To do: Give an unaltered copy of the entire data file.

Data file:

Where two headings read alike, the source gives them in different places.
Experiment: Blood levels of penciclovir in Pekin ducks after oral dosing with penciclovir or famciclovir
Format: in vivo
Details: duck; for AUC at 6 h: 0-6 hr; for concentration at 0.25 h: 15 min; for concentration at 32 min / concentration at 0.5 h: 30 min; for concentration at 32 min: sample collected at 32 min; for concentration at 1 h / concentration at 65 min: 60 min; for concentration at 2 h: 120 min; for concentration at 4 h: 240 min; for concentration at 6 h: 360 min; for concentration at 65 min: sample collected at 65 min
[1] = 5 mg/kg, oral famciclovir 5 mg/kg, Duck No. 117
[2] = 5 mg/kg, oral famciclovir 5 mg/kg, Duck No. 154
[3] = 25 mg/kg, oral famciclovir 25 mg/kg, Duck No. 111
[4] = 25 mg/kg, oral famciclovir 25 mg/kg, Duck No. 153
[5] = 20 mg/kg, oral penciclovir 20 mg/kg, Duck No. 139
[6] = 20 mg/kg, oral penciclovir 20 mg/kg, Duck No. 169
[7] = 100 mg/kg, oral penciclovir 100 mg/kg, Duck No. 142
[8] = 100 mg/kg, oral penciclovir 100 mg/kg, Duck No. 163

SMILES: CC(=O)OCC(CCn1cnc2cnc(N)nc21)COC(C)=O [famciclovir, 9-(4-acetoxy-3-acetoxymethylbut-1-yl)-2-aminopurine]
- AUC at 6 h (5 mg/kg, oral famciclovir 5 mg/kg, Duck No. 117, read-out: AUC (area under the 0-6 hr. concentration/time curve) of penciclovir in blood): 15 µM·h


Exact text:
Where two headings read alike, the source gives them in different places.
Experiment: Blood levels of penciclovir in Pekin ducks after oral dosing with penciclovir or famciclovir
Format: in vivo
Details: duck; for AUC at 6 h: 0-6 hr; for concentration at 0.25 h: 15 min; for concentration at 32 min / concentration at 0.5 h: 30 min; for concentration at 32 min: sample collected at 32 min; for concentration at 1 h / concentration at 65 min: 60 min; for concentration at 2 h: 120 min; for concentration at 4 h: 240 min; for concentration at 6 h: 360 min; for concentration at 65 min: sample collected at 65 min
[1] = 5 mg/kg, oral famciclovir 5 mg/kg, Duck No. 117
[2] = 5 mg/kg, oral famciclovir 5 mg/kg, Duck No. 154
[3] = 25 mg/kg, oral famciclovir 25 mg/kg, Duck No. 111
[4] = 25 mg/kg, oral famciclovir 25 mg/kg, Duck No. 153
[5] = 20 mg/kg, oral penciclovir 20 mg/kg, Duck No. 139
[6] = 20 mg/kg, oral penciclovir 20 mg/kg, Duck No. 169
[7] = 100 mg/kg, oral penciclovir 100 mg/kg, Duck No. 142
[8] = 100 mg/kg, oral penciclovir 100 mg/kg, Duck No. 163

SMILES: CC(=O)OCC(CCn1cnc2cnc(N)nc21)COC(C)=O [famciclovir, 9-(4-acetoxy-3-acetoxymethylbut-1-yl)-2-aminopurine]
- AUC at 6 h (5 mg/kg, oral famciclovir 5 mg/kg, Duck No. 117, read-out: AUC (area under the 0-6 hr. concentration/time curve) of penciclovir in blood): 15 µM·h